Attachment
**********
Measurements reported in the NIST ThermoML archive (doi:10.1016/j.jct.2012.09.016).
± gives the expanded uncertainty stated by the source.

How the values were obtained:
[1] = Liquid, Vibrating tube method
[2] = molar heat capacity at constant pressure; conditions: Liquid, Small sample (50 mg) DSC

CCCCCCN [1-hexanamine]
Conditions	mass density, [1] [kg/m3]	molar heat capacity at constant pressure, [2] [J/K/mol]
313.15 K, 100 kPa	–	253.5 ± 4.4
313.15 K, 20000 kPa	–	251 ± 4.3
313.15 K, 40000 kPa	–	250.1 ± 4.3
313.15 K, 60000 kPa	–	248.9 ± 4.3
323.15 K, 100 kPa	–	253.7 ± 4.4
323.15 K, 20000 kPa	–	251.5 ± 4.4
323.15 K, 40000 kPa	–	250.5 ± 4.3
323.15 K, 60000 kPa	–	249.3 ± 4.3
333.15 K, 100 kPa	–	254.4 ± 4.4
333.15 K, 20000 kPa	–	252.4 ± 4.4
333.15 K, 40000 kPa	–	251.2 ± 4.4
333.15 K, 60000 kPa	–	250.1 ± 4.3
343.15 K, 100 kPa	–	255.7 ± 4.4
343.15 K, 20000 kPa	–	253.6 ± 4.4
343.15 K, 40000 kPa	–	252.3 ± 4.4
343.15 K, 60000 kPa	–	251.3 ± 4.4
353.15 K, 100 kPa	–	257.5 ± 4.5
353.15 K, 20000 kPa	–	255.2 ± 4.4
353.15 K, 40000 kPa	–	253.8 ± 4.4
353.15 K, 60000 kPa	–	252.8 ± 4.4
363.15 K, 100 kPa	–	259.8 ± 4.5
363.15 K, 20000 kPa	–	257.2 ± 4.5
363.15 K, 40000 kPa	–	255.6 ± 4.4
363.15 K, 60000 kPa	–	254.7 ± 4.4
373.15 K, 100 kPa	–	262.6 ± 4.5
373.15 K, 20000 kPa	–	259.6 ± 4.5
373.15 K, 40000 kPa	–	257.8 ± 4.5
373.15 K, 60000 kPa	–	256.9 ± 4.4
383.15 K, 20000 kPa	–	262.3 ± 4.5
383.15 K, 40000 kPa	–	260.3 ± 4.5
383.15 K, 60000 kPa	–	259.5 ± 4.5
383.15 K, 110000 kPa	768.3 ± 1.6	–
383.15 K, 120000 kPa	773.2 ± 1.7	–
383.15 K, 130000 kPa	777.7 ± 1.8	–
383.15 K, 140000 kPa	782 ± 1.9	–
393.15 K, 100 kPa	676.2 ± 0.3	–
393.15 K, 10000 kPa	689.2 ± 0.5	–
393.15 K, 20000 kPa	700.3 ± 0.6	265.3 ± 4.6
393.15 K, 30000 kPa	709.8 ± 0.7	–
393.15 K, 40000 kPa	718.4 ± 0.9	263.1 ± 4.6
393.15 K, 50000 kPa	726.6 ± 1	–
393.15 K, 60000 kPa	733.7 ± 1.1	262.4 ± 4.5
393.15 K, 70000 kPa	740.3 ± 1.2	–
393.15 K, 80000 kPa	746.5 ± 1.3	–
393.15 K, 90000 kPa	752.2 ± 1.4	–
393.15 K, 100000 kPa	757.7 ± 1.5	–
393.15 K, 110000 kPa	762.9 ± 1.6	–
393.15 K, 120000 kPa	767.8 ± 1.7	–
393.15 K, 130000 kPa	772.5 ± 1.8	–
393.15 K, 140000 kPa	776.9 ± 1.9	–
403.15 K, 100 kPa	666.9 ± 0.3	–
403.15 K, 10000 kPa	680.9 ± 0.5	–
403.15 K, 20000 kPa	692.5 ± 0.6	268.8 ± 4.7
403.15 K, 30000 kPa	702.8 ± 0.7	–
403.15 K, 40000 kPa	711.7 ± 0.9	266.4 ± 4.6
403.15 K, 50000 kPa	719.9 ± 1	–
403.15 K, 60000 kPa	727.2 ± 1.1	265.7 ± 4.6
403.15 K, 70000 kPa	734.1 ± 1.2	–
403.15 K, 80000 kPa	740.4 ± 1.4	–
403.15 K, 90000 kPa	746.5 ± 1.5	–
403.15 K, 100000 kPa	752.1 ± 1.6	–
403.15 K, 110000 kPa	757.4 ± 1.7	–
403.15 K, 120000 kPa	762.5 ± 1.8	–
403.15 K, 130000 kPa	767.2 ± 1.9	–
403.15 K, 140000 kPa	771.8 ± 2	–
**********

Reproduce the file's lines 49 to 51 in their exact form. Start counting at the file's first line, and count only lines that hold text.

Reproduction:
393.15 K, 60000 kPa	733.7 ± 1.1	262.4 ± 4.5
393.15 K, 70000 kPa	740.3 ± 1.2	–
393.15 K, 80000 kPa	746.5 ± 1.3	–